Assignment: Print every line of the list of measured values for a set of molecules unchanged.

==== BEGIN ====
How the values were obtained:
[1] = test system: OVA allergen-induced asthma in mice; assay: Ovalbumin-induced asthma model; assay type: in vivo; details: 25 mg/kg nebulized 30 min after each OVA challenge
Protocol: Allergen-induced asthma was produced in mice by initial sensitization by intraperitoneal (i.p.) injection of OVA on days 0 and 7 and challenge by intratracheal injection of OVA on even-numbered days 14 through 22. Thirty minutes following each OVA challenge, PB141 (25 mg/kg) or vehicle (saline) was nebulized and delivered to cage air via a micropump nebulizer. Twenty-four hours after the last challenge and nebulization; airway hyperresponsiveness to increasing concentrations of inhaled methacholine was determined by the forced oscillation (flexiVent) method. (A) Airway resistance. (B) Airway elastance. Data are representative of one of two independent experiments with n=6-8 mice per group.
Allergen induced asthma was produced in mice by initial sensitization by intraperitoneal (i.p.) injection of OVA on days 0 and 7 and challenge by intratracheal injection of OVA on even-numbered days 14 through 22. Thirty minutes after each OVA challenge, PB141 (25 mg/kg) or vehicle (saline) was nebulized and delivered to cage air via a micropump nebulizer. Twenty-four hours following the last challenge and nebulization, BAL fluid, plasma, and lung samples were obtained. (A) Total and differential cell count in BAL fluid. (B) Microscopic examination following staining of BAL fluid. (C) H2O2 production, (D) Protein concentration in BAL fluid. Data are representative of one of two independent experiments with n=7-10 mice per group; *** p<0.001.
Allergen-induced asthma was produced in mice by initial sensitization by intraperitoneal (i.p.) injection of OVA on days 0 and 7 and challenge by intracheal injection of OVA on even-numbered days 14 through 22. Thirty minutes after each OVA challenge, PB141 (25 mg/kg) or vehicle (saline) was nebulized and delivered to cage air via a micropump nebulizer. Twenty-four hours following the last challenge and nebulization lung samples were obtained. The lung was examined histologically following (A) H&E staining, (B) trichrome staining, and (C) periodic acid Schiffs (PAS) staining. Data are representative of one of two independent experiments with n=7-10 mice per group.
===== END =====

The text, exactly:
How the values were obtained:
[1] = test system: OVA allergen-induced asthma in mice; assay: Ovalbumin-induced asthma model; assay type: in vivo; details: 25 mg/kg nebulized 30 min after each OVA challenge
Protocol: Allergen-induced asthma was produced in mice by initial sensitization by intraperitoneal (i.p.) injection of OVA on days 0 and 7 and challenge by intratracheal injection of OVA on even-numbered days 14 through 22. Thirty minutes following each OVA challenge, PB141 (25 mg/kg) or vehicle (saline) was nebulized and delivered to cage air via a micropump nebulizer. Twenty-four hours after the last challenge and nebulization; airway hyperresponsiveness to increasing concentrations of inhaled methacholine was determined by the forced oscillation (flexiVent) method. (A) Airway resistance. (B) Airway elastance. Data are representative of one of two independent experiments with n=6-8 mice per group.
Allergen induced asthma was produced in mice by initial sensitization by intraperitoneal (i.p.) injection of OVA on days 0 and 7 and challenge by intratracheal injection of OVA on even-numbered days 14 through 22. Thirty minutes after each OVA challenge, PB141 (25 mg/kg) or vehicle (saline) was nebulized and delivered to cage air via a micropump nebulizer. Twenty-four hours following the last challenge and nebulization, BAL fluid, plasma, and lung samples were obtained. (A) Total and differential cell count in BAL fluid. (B) Microscopic examination following staining of BAL fluid. (C) H2O2 production, (D) Protein concentration in BAL fluid. Data are representative of one of two independent experiments with n=7-10 mice per group; *** p<0.001.
Allergen-induced asthma was produced in mice by initial sensitization by intraperitoneal (i.p.) injection of OVA on days 0 and 7 and challenge by intracheal injection of OVA on even-numbered days 14 through 22. Thirty minutes after each OVA challenge, PB141 (25 mg/kg) or vehicle (saline) was nebulized and delivered to cage air via a micropump nebulizer. Twenty-four hours following the last challenge and nebulization lung samples were obtained. The lung was examined histologically following (A) H&E staining, (B) trichrome staining, and (C) periodic acid Schiffs (PAS) staining. Data are representative of one of two independent experiments with n=7-10 mice per group.